Components of Variation

Report breaks down the variation in the measurement system into specific sources. The bar

chart shown was created using Excel’s Clustered Column Bar Chart to graphically display the

Components of Variation. Each cluster of bars represents a source of variation.

instead you have large amounts of variation attributed to Gage R&R, then corrective action is

needed.

30

Graphic Output

R Chart and Xbar Chart by Operator. The R chart consists of the following:

- The plotted points are the difference between the largest and smallest measurements on each part for each operator.

If the measurements are the same then the range = 0.

- The Center Line, is the grand average for the process.

- The Control Limits represent the amount of variation expected for the subgroup ranges. These limits are calculated

using the variation within subgroups.

If any of the points on the graph go above the upper Control Limit (UCL), then that operator is having problems

consistently measuring parts. The Upper Control Limit value takes into account the number of measurements by an

operator on a part and the variability between parts. If the operators are measuring consistently, then these ranges

should be small relative to the data and the points should stay in control.

31

Graphic Output

SigmaXL® provides an R Chart and Xbar Chart by Operator. The Xbar Chart compares the part-to-part variation to

repeatability. The Xbar chart consists of the following:

- The plotted points are the average measurement on each part for each operator.

- The Center Line is the overall average for all part measurements by all operators.

- The Control Limits (UCL and LCL) are based on the variability between parts and the number of measurements in each

average.

Because the parts chosen for a Gage R&R study should represent the entire range of possible parts, this graph should

ideally show lack-of-control. Lack-of-control exists when many points are above the Upper Control Limit and/or below the

Lower Control Limit.

In this case there are several points out of control which indicates the measurement system is adequate.

32

Gage R&R Multi-Vari Output

The Multi-Vari Charts show each Part as a separate graph. Each Operator’s response readings are denoted as a vertical

line with the top tick corresponding to the Maximum value, bottom tick is the Minimum, and the middle tick is the

Mean. The horizontal line across each graph is the overall average for each part.

Ideally the connected means red line should be horizontal (i.e., small reproducibility) and the vertical lines should be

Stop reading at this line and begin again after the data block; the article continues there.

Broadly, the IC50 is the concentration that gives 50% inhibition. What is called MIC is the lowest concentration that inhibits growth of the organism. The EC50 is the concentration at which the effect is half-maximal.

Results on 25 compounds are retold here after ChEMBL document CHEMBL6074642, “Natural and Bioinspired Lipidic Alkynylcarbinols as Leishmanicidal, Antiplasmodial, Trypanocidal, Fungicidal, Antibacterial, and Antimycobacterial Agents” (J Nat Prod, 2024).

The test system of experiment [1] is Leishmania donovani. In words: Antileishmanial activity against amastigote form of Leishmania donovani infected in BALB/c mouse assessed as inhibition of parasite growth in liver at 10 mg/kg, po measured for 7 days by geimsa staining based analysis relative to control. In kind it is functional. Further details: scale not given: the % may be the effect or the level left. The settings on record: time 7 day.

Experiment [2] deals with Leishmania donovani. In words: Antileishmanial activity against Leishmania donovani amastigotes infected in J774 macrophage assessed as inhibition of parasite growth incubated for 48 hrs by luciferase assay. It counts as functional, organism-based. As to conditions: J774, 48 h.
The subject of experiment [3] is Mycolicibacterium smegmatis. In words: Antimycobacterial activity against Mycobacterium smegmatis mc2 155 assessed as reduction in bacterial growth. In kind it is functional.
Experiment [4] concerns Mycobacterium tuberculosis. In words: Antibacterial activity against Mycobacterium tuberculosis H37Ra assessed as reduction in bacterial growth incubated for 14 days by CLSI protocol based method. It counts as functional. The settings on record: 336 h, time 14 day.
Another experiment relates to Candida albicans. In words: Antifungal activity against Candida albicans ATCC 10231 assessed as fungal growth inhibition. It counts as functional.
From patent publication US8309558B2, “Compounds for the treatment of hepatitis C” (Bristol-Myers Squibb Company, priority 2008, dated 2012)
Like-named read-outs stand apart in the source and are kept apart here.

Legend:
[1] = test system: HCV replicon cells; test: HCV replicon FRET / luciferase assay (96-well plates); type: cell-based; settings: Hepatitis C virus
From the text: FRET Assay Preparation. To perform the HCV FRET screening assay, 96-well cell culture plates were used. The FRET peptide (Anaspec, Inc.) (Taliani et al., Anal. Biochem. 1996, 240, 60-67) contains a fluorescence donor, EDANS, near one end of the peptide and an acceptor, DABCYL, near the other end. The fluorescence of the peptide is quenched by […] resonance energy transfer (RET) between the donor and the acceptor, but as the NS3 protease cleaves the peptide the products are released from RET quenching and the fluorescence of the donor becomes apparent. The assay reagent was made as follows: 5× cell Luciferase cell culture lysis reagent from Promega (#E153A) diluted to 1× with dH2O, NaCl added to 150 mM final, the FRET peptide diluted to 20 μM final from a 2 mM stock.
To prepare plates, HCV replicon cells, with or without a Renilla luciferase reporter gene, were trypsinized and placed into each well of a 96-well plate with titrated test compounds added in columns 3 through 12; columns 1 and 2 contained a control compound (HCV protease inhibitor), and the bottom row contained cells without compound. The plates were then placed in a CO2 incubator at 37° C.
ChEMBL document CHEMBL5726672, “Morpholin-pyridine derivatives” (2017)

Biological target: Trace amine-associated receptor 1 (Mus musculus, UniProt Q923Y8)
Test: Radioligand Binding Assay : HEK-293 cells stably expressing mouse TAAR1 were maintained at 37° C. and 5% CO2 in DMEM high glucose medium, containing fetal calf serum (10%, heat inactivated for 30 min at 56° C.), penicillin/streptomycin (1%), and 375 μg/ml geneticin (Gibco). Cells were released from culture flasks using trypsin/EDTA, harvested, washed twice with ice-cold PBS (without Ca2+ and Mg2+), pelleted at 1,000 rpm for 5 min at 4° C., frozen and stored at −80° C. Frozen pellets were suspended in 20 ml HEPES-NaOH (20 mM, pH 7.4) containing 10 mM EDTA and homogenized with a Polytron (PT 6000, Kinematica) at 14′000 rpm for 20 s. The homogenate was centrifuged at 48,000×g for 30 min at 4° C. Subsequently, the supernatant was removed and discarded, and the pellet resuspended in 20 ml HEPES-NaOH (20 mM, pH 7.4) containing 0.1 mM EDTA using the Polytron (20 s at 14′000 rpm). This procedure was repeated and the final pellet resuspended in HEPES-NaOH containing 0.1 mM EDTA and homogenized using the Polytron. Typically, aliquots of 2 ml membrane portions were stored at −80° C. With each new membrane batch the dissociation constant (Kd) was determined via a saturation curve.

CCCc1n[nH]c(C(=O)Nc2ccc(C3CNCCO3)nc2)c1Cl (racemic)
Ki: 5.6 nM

short (small repeatability).

33

Graphic Output

Pattern Means…

Two-way ANOVA tool creates an interaction chart that

shows the average measurements taken by each

Lines are virtually identical Operators are measuring the

operator on each part in the study, arranged by part.

parts the same

Each line connects the averages for a single operator.

One line is consistently That operator is measuring

higher or lower than the parts consistently higher or Ideally, the lines will follow the same pattern and the

others lower than the others

part averages will vary enough that differences between

Lines are not parallel or they The operators ability to parts are clear.

cross measure a part depends on

which part is being

measured (an interaction

between operator and part)

34

34

Graphic Output

The “By Part” Multi-Vari Chart allows us to analyze all of the measurements taken in the study arranged by

part. The measurements are represented by dots; the means by the middle bar. The red line connects the

average measurements for each part.

Ideally,

Multiple measurements for each individual part have little variation (the dots for one part will be close

together)

• Averages will vary enough that differences between parts are clear

35

Graphic Output

The “By Operator” Multi-Vari Chart is created by modifying the X’s from parts to operator. This helps us

determine whether the variability in measurements are consistent across operators.

The by operator graph shows all the study measurements arranged by operator. Dots represent the

measurements; the middle bars represent the means. The red line connects the average measurements

for each operator.

Parallel to the x-axis The operators are measuring the parts similarly

Not parallel to the x-axis The operators are measuring the parts differently

You can also assess whether the overall Variability in part measurement is the same using this graph. Is

the spread in the measurements similar? Or is one operator more Variable than the others?

36

Practical Conclusions

For this example, the measuring system contributes little to the overall

Variation, as confirmed by both the Gage R&R table and graphs.

The Variation due to the measurement system, as a percent of study (Total)

Variation is causing 16.80% of the Variation seen in the process.

By AIAG Standards this gage should be used. By all standards, the

data being produced by this gage is acceptable, and valid for analysis.

% Tolerance

or % Contribution System is…

% Study Variance

37

38

39

40

41

42

43

44

45

46

47

48

49

50

51

52

53

54

55

56

57

58

59

60

61

62

63

64

65

66

67

68

69

70

## Viel mehr als nur Dokumente.

Entdecken, was Scribd alles zu bieten hat, inklusive Bücher und Hörbücher von großen Verlagen.

Jederzeit kündbar.